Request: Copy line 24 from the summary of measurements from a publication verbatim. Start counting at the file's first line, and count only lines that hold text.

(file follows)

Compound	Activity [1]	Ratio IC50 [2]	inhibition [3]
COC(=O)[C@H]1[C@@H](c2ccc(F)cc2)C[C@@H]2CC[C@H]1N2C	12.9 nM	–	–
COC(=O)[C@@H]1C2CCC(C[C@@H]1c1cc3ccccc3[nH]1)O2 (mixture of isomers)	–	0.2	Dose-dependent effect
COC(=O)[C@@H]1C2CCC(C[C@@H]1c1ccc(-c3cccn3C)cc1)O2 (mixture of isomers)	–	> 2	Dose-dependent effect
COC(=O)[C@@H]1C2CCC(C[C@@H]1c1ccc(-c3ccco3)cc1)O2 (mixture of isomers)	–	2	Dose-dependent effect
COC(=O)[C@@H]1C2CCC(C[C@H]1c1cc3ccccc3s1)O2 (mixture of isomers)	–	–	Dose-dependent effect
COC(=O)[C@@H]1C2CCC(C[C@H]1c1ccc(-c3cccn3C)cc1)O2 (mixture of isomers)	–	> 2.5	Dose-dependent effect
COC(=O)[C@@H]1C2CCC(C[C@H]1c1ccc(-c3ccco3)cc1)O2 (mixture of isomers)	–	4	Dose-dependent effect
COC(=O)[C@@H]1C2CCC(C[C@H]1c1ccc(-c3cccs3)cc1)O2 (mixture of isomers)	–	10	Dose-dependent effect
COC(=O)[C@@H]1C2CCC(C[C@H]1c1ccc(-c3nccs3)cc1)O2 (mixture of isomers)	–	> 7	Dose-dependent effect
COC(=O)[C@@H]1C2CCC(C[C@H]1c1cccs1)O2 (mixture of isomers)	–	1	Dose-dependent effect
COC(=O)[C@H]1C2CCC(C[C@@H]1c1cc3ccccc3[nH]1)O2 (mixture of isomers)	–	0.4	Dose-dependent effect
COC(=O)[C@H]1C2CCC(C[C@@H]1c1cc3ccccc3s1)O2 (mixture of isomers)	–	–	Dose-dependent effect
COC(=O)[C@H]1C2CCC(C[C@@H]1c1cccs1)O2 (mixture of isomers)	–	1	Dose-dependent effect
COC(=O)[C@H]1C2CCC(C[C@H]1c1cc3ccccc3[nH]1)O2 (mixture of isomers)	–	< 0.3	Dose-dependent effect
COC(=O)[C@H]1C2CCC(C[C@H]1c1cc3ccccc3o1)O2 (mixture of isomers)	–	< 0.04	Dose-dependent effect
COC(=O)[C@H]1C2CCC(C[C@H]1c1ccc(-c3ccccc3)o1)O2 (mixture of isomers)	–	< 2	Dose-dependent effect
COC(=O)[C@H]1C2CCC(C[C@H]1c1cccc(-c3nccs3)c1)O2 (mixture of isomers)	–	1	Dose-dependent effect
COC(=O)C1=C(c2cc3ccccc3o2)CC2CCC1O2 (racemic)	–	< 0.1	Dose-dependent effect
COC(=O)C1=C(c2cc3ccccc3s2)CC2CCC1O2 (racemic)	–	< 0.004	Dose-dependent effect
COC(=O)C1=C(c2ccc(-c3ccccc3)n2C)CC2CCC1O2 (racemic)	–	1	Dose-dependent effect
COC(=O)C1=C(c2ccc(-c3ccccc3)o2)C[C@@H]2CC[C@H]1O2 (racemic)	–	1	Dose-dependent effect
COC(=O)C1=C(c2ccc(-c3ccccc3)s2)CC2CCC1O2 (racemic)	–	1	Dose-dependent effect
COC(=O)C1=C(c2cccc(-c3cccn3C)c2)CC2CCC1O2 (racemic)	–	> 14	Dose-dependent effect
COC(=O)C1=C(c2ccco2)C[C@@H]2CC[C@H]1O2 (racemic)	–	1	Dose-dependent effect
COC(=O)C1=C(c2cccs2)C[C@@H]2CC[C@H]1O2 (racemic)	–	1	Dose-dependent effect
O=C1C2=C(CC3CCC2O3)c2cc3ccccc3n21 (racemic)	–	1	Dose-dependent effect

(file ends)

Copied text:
COC(=O)C1=C(c2cccc(-c3cccn3C)c2)CC2CCC1O2 (racemic)	–	> 14	Dose-dependent effect